This process reminds me of eastern Europe in the late 1990s and early 2000s, when many state-owned stores collapsed and began to fill up with small stalls where you could buy all kinds of things. In the US, there are stories about some big stores and malls becoming home to a diverse collection of smaller businesses, or reprofiled for other uses. (Think of the hotels being used to house the formerly homeless.)
In the suburbs, this helps create opportunities for small businesses and collective activities like farmer’s markets that weren’t there when so many people commuted to jobs in the cities every day. And it is changing the population of suburbs and small towns, bringing people with a wide range of skills honed in business in the cities.
One example of such impact shows up in a story I read in the Guardian the other day. It was a story about a UK community, Watchet, which had been hard hit by job losses and economic downturns since the 1990s, when its working harbour closed. A marina opened in 2001 to try to boost the economy, but the closure of the local paper mill in 2015 took a fifth of the town’s jobs with it, and now the area has the lowest social mobility in England, the Guardian reported.
But it also seems that many women who had successful careers in London had moved to the Somerset coastal town to raise families, and they saw opportunities where others saw problems. In particular, they saw an opportunity in the site once intended for a luxury seafront housing development that fell victim to the 2008 financial crisis.
“We wanted to change the sense that there are no opportunities here,” said Georgie Grant of the Onion Collective, the community interest company behind the £7m project. “Rather than see the usual kind of commercial development that has no community benefit, we wanted to empower people to shape the place themselves.”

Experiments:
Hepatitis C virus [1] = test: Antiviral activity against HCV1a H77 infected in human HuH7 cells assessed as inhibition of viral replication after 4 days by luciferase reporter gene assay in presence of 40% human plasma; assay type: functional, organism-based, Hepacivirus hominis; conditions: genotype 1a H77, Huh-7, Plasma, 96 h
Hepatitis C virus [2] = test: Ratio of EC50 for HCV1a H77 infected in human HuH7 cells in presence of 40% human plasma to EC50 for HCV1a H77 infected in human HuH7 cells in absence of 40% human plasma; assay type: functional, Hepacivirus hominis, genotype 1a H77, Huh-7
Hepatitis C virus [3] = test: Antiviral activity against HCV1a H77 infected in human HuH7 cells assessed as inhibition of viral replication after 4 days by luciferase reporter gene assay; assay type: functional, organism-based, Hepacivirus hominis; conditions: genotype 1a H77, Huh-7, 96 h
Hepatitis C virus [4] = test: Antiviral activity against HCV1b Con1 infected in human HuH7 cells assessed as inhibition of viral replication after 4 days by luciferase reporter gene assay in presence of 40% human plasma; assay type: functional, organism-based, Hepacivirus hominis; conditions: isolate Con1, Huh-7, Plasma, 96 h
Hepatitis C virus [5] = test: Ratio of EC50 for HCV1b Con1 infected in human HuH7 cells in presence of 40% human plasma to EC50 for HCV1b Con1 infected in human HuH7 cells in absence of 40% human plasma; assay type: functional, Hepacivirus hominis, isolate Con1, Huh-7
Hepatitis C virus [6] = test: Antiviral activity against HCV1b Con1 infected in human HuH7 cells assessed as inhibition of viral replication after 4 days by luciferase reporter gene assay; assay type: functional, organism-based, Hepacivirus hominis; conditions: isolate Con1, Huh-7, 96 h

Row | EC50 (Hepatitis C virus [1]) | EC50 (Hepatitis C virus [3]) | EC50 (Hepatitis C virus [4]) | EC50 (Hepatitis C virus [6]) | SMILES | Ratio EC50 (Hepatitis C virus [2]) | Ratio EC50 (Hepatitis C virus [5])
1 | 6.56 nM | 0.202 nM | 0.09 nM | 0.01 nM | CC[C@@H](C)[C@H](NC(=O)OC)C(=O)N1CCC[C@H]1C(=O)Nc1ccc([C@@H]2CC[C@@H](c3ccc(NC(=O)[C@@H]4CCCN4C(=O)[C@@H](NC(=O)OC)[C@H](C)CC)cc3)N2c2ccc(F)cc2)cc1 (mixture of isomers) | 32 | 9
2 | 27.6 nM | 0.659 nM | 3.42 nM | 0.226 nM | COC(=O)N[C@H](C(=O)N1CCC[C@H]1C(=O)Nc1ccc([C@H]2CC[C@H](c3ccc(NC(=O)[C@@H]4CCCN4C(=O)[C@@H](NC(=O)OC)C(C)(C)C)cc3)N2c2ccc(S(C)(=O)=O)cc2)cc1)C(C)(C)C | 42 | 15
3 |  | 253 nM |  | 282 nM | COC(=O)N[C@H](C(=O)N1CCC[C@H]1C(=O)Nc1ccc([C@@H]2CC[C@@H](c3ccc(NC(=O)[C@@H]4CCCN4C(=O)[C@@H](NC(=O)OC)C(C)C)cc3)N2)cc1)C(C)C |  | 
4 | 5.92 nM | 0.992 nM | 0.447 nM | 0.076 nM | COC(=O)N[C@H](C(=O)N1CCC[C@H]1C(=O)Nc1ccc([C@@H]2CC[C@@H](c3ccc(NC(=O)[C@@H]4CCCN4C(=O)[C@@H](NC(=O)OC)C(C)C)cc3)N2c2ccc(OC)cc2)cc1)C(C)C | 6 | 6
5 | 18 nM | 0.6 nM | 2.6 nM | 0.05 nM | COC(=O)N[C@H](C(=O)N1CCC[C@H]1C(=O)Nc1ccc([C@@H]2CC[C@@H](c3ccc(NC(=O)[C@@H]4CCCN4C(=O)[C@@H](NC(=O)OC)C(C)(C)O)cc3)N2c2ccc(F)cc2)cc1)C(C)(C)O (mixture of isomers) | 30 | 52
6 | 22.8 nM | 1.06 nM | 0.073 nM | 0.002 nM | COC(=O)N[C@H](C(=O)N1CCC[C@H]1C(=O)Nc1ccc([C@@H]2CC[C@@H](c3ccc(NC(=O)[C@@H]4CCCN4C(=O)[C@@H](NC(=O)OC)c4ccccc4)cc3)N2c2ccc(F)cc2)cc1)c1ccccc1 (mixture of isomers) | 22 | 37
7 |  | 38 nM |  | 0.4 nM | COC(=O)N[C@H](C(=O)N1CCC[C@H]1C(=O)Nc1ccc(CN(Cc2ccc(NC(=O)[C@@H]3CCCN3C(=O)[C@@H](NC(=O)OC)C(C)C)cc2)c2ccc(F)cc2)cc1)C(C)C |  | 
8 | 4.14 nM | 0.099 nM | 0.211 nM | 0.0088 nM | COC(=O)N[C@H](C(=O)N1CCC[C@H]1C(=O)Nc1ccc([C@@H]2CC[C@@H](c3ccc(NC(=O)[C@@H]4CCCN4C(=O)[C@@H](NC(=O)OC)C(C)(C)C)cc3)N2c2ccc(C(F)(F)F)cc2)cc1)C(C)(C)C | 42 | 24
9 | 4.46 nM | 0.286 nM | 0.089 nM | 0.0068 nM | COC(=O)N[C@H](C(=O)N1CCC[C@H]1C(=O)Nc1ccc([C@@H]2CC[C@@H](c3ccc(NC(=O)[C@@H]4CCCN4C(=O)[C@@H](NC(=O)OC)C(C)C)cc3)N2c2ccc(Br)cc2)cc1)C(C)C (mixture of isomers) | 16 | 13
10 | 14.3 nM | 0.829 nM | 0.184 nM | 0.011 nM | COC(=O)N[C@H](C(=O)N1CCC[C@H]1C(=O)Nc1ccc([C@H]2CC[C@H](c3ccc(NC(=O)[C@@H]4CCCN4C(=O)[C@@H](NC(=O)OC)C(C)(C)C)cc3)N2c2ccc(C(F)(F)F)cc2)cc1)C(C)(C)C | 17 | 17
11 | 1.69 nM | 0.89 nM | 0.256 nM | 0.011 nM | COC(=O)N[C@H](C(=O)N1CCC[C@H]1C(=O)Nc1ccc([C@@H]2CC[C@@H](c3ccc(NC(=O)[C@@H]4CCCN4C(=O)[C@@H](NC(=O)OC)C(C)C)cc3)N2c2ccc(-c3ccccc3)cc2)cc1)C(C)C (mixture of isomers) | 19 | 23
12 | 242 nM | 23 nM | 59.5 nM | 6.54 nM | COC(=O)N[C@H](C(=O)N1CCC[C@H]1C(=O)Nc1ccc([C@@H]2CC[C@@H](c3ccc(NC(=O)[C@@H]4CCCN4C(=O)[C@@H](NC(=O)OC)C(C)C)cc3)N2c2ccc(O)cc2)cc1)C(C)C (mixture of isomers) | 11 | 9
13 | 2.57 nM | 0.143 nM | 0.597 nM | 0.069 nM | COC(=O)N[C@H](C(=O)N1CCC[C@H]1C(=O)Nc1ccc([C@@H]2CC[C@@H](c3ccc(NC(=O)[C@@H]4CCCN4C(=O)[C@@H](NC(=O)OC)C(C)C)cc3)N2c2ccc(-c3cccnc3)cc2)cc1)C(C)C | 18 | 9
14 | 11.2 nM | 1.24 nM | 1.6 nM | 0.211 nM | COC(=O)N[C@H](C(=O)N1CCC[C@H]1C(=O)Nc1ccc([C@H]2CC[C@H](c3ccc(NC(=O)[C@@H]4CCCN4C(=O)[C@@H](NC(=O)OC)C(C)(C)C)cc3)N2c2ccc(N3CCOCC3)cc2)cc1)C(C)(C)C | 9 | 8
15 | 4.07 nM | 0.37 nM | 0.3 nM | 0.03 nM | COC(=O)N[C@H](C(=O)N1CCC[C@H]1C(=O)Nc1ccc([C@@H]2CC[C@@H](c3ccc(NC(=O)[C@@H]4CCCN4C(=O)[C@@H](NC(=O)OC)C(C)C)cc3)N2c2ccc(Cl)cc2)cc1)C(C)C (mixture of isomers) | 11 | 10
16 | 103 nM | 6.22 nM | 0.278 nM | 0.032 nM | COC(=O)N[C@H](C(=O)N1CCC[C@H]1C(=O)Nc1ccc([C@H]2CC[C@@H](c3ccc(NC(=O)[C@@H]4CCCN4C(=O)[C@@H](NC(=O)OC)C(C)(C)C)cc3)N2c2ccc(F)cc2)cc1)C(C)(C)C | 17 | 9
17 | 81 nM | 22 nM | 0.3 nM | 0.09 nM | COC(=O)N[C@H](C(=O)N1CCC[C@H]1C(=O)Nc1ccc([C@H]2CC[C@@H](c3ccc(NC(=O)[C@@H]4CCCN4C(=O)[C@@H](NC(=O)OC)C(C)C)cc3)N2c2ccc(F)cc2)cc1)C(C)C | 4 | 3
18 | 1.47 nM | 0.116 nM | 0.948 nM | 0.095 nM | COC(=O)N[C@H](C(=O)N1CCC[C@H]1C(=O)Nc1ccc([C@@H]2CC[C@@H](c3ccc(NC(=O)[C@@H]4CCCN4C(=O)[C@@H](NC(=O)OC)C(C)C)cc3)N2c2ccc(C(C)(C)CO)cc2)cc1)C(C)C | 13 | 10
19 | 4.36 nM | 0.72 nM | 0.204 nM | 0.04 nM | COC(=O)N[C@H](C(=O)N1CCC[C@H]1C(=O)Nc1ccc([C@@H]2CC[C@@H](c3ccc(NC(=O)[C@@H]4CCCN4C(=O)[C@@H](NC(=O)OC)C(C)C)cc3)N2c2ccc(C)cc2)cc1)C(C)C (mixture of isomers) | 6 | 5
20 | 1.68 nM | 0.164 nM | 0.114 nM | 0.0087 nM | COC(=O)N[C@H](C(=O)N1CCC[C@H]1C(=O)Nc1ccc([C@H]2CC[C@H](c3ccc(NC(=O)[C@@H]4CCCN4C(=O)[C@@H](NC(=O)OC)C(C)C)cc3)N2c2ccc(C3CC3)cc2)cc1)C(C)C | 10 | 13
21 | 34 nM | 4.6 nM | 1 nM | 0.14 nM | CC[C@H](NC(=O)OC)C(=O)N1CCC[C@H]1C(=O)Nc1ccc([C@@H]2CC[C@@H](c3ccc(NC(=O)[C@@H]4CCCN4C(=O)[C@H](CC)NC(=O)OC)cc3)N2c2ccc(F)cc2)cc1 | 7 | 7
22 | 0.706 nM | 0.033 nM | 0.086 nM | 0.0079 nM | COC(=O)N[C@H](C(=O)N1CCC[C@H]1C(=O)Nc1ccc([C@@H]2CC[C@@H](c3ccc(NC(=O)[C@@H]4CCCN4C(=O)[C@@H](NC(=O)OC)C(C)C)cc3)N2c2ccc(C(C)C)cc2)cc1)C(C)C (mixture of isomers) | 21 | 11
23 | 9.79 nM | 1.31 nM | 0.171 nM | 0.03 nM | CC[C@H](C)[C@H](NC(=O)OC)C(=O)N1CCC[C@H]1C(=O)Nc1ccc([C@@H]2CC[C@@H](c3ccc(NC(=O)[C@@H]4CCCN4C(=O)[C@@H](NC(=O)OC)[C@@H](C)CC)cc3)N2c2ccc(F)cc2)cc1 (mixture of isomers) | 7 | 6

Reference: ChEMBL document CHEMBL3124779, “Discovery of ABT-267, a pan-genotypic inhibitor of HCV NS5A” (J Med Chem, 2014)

Their Thursday evening pub nights turned into thinking about how the site could be used for something more useful. “We realised there were a lot of people like us in Watchet – overqualified and underemployed, who’d had successful careers in London and then moved to the coast to have kids. If we pooled our energies we could do something for the better of the town.” In 2012, they formed the Onion Collective – “so-named for the vegetable’s many layers, and its rural, earthy connotations.”
They organized town-wide consultations in 2013, and with support from the town council, raised money for a feasibility study for an arts centre. They got a £5.3 million grant from the government’s Coastal Communities Fund, the largest one awarded.
The East Quay arts centre, which the Guardian describes as a “bizarre, piratical encampment featuring a candy-striped triangular roof and boxes on stilts,” is a complex of galleries and studios, with a restaurant, classroom, geology workshop, print studio and paper mill – and five Airbnb rentals that will subsidize the centre’s educational activities..
“You might think that managing a capital project like this over the last eight years, juggling budgets and builders in the middle of a pandemic, would put the Onions off ever doing something like it again,” says the Guardian.
But, between consulting work for other communities and councils, they are working on plans for an ‘imaginarium’. “Every town should have a temple of imagination,” says Jess Prendergrast, “a place where you can go to imagine what you want the area to be like.” “We’re all stuck in who and what we think we are, but we should be able to imagine different possibilities.”
That is the spirit of Society 3.0.